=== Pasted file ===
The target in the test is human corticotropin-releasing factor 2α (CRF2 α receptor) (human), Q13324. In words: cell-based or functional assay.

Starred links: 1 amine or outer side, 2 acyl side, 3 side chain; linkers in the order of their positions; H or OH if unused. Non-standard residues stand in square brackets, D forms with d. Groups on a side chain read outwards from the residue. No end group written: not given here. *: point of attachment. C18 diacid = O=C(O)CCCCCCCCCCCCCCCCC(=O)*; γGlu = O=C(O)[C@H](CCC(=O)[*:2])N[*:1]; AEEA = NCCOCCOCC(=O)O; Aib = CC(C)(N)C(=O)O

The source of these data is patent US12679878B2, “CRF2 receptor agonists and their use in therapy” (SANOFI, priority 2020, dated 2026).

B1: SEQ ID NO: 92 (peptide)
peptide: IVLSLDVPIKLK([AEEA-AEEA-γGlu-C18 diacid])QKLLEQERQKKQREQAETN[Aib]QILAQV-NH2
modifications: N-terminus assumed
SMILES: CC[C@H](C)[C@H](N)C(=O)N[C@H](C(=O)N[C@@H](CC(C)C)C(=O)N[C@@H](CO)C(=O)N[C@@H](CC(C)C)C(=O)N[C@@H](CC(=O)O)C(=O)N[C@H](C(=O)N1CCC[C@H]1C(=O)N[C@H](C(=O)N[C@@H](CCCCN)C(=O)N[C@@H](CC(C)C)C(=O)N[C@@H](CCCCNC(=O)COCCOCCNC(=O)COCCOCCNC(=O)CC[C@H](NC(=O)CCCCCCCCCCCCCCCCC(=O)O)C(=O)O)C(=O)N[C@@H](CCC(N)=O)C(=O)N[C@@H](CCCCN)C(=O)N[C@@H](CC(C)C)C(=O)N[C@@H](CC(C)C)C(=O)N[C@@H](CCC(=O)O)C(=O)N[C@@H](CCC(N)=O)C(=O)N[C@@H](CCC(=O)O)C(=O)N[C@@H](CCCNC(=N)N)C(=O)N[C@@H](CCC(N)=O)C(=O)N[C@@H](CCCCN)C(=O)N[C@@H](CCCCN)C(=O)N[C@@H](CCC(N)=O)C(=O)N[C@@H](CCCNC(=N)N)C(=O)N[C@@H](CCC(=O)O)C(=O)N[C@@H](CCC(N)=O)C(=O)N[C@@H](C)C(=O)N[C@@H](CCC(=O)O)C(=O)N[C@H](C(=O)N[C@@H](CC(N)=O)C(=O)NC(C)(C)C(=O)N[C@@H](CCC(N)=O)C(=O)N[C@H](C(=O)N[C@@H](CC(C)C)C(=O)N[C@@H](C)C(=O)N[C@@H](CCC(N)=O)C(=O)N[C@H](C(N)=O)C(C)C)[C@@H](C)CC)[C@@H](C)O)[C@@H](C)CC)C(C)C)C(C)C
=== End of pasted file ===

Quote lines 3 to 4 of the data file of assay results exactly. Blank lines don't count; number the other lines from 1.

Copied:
The source of these data is patent US12679878B2, “CRF2 receptor agonists and their use in therapy” (SANOFI, priority 2020, dated 2026).

B1: SEQ ID NO: 92 (peptide)